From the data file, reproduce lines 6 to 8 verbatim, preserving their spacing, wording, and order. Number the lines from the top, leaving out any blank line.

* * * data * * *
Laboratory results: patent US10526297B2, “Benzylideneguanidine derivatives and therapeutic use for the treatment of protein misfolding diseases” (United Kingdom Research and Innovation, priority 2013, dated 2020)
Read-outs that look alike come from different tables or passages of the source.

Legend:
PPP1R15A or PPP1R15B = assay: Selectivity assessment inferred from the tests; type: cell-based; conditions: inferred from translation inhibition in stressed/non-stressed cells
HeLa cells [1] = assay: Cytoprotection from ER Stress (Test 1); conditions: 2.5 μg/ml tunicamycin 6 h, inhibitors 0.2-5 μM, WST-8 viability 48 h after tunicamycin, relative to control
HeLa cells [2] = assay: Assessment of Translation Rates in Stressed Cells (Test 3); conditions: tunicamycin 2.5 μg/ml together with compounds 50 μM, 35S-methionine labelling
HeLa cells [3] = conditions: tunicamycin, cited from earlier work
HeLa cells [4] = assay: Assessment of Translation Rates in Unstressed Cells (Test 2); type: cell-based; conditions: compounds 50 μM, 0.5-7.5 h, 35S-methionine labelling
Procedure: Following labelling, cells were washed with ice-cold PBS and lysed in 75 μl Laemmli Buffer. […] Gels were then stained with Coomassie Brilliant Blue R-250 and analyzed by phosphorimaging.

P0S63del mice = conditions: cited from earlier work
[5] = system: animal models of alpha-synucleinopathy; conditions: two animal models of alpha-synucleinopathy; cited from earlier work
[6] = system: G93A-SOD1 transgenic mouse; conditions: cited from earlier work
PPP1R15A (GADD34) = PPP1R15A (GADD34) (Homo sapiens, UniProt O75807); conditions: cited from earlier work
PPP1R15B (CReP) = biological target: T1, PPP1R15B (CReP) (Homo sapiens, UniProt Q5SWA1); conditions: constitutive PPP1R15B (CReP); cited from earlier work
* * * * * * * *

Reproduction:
HeLa cells [2] = assay: Assessment of Translation Rates in Stressed Cells (Test 3); conditions: tunicamycin 2.5 μg/ml together with compounds 50 μM, 35S-methionine labelling
HeLa cells [3] = conditions: tunicamycin, cited from earlier work
HeLa cells [4] = assay: Assessment of Translation Rates in Unstressed Cells (Test 2); type: cell-based; conditions: compounds 50 μM, 0.5-7.5 h, 35S-methionine labelling